Canadian Manufacturers Urged to Innovate Amid U.S. Election Uncertainty

Toronto ON — As Canadian manufacturers keep a watchful eye on the upcoming U.S. election and its potential impacts, industry leaders are issuing a wake-up call: innovate now or risk falling behind.

This message will take center stage at FABTECH Canada 2024, the premier event for the metal fabricating industry, held at the Toronto Congress Centre from June 11 to 13. The highlight will be a panel discussion titled “The Future State of Advanced Manufacturing in Canada,” scheduled for June 11 at 2:00 p.m.

Moderated by Stephanie Holko, Director of Project Development at NGen Canada, the panel features industry heavyweights including Max Ceron, Director of the CWB Association, Diane Reko, CEO and Chair of Reko International Group Inc., and François Desmarais, Director for Trade and Industry Affairs at the Canadian Steel Producers Association.

Election Uncertainty and Its Impact

“With the U.S. being Canada’s largest trading partner, these months before the election create uncertainty for businesses and historically result in delayed or cancelled capital projects until the election is decided,” Reko explained.

This uncertainty, coupled with global competition and a shortage of skilled workers, is prompting a call for Canadian manufacturers to adapt and innovate.

Advanced Technologies: A Path Forward

According to NGen’s analyses, relying on traditional sources of labor is no longer viable. “The only way to remain competitive will be to continue adopting advanced production technologies that are more knowledge and skill-intensive but require fewer, highly skilled workers,” Holko stated.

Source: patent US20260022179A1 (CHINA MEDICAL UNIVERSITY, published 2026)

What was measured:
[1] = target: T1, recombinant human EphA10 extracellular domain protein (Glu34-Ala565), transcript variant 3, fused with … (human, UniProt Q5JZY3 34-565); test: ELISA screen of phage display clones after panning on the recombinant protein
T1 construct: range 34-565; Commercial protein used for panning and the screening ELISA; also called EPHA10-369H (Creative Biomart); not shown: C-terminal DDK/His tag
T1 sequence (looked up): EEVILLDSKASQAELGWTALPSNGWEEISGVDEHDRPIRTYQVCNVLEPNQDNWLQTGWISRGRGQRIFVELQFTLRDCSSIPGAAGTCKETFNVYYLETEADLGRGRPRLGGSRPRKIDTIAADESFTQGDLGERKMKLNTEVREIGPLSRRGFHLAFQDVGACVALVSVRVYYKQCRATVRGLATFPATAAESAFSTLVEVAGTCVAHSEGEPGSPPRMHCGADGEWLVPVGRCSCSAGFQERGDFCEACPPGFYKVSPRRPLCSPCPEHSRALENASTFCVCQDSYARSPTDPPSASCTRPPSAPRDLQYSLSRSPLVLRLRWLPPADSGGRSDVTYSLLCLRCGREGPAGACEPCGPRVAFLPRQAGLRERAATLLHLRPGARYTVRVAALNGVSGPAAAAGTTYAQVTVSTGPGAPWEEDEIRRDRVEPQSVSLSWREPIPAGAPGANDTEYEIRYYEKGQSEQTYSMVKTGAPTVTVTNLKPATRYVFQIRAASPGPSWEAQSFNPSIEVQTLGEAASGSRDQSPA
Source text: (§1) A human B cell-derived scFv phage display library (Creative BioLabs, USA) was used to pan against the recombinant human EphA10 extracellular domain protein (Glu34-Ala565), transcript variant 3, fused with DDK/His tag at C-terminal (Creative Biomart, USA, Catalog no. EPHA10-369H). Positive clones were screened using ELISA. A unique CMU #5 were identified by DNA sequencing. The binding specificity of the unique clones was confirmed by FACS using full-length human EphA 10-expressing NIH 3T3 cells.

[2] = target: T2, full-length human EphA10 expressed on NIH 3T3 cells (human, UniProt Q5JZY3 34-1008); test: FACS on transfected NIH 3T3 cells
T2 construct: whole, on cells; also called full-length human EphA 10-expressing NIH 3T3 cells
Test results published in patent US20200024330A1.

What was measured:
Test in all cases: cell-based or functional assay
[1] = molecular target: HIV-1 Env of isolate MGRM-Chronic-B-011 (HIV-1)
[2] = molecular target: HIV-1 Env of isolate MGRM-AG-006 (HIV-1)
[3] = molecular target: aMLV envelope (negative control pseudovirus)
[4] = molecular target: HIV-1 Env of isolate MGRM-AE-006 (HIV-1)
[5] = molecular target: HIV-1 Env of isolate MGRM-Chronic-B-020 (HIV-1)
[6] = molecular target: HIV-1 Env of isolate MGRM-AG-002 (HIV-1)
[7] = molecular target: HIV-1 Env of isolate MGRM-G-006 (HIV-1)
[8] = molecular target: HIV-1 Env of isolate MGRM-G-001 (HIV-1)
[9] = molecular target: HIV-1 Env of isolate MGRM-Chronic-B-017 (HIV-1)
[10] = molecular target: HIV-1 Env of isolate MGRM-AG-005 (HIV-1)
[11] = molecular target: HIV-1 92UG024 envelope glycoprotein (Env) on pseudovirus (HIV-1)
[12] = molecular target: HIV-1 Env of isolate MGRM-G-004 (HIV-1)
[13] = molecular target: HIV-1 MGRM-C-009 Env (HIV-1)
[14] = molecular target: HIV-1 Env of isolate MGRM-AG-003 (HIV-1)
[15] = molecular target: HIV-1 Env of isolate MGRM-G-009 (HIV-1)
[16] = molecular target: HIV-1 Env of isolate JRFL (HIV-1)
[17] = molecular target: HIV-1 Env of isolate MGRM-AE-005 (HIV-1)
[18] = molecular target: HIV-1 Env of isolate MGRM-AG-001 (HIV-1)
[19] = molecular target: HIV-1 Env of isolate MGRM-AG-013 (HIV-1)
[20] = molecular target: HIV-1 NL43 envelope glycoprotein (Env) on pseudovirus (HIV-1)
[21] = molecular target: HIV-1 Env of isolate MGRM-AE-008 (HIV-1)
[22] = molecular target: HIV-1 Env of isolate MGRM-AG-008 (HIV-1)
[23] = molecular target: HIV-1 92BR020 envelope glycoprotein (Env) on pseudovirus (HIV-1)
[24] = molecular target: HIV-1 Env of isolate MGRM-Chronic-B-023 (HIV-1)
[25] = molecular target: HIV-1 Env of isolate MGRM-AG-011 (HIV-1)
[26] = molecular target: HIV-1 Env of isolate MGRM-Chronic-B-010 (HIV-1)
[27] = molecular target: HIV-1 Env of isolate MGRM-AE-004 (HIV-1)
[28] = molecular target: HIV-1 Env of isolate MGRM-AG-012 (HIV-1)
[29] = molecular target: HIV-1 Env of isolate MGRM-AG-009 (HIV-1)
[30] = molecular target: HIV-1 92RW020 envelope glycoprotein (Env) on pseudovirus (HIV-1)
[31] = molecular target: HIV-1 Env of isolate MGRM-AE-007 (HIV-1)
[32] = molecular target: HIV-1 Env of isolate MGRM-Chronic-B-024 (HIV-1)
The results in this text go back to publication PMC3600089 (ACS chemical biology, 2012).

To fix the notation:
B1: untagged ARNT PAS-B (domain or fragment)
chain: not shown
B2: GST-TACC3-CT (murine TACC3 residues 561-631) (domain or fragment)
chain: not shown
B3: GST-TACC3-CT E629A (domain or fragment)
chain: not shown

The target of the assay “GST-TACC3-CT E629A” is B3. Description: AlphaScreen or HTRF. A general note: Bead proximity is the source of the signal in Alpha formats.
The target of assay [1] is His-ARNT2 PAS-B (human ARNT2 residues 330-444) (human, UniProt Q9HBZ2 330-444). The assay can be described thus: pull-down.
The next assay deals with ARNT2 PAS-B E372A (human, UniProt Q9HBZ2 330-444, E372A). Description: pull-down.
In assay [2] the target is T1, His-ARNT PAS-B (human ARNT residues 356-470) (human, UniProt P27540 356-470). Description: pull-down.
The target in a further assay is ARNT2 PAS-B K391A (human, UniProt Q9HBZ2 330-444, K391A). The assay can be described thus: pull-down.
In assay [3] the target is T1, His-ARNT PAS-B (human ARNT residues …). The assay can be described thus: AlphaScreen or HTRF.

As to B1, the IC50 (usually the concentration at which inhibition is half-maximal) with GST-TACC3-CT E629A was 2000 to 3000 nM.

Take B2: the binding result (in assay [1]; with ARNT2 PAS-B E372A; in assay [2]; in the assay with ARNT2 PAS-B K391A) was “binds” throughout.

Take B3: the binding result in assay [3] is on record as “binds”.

Panelists agree that automation and home-grown innovation are critical. Technologies such as collaborative robots and remote controls not only increase efficiency but also elevate job satisfaction by reducing repetitive tasks and enhancing oversight roles.

Strategic Investments and Collaborations

While automation requires significant upfront investment, the long-term benefits are substantial. “New technologies can provide transformational opportunities for cost reduction,” Reko noted. “For example, manufacturing a machine part can be reduced from 18 to eight hours by switching machines and revising CAD-CAM programs.”

Ceron emphasized the importance of collaboration among companies to achieve cost reductions and efficiencies. “The key is for Canadian manufacturers to stay alert for opportunities to improve business practices and interactions with customers, staff, and suppliers,” he said.

Sustainability and Market Access

Greening the manufacturing sector is also crucial. “We’re making good headway, yet there’s much more to be done,” said Desmarais, highlighting the steel sector’s efforts to reduce carbon footprints. He pointed out that while the Canadian steel industry is among the cleanest globally, ongoing projects aim to further decrease energy consumption and produce greener steel.

A Vision for the Future

The panelists are confident that with the right strategies, Canada can lead in digital manufacturing transformation. This would enrich Canadian lives, deliver superior products, create good jobs, and drive economic growth.

FABTECH Canada 2024 promises to be a pivotal event where these insights and innovations will be shared, providing a roadmap for the future of Canadian manufacturing.

For more information, visit the FABTECH Canada website.

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